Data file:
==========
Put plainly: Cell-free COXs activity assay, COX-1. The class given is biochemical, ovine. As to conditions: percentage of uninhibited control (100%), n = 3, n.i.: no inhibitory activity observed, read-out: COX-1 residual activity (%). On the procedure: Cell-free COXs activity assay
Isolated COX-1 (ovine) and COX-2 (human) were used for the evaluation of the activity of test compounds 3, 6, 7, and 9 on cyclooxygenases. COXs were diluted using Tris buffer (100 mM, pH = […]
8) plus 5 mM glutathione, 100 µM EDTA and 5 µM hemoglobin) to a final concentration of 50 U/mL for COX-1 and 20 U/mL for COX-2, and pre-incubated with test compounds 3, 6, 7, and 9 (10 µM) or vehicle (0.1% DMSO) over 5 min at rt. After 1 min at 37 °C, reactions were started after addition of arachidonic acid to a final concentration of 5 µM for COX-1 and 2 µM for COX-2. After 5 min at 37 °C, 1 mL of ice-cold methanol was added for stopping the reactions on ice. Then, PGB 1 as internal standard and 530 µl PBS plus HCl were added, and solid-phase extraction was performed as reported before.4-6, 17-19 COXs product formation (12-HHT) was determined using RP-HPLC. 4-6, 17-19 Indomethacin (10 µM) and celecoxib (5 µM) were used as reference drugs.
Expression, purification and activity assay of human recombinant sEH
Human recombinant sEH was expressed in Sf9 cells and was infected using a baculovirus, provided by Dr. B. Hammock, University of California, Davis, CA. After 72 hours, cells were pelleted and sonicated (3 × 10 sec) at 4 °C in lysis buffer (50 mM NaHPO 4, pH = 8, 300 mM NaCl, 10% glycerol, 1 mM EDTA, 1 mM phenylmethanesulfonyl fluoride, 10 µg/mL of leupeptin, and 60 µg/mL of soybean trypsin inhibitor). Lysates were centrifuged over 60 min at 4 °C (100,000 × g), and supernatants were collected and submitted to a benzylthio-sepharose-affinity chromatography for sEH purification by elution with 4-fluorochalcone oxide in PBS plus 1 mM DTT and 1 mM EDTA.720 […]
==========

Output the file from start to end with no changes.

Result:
Put plainly: Cell-free COXs activity assay, COX-1. The class given is biochemical, ovine. As to conditions: percentage of uninhibited control (100%), n = 3, n.i.: no inhibitory activity observed, read-out: COX-1 residual activity (%). On the procedure: Cell-free COXs activity assay
Isolated COX-1 (ovine) and COX-2 (human) were used for the evaluation of the activity of test compounds 3, 6, 7, and 9 on cyclooxygenases. COXs were diluted using Tris buffer (100 mM, pH = […]
8) plus 5 mM glutathione, 100 µM EDTA and 5 µM hemoglobin) to a final concentration of 50 U/mL for COX-1 and 20 U/mL for COX-2, and pre-incubated with test compounds 3, 6, 7, and 9 (10 µM) or vehicle (0.1% DMSO) over 5 min at rt. After 1 min at 37 °C, reactions were started after addition of arachidonic acid to a final concentration of 5 µM for COX-1 and 2 µM for COX-2. After 5 min at 37 °C, 1 mL of ice-cold methanol was added for stopping the reactions on ice. Then, PGB 1 as internal standard and 530 µl PBS plus HCl were added, and solid-phase extraction was performed as reported before.4-6, 17-19 COXs product formation (12-HHT) was determined using RP-HPLC. 4-6, 17-19 Indomethacin (10 µM) and celecoxib (5 µM) were used as reference drugs.
Expression, purification and activity assay of human recombinant sEH
Human recombinant sEH was expressed in Sf9 cells and was infected using a baculovirus, provided by Dr. B. Hammock, University of California, Davis, CA. After 72 hours, cells were pelleted and sonicated (3 × 10 sec) at 4 °C in lysis buffer (50 mM NaHPO 4, pH = 8, 300 mM NaCl, 10% glycerol, 1 mM EDTA, 1 mM phenylmethanesulfonyl fluoride, 10 µg/mL of leupeptin, and 60 µg/mL of soybean trypsin inhibitor). Lysates were centrifuged over 60 min at 4 °C (100,000 × g), and supernatants were collected and submitted to a benzylthio-sepharose-affinity chromatography for sEH purification by elution with 4-fluorochalcone oxide in PBS plus 1 mM DTT and 1 mM EDTA.720 […]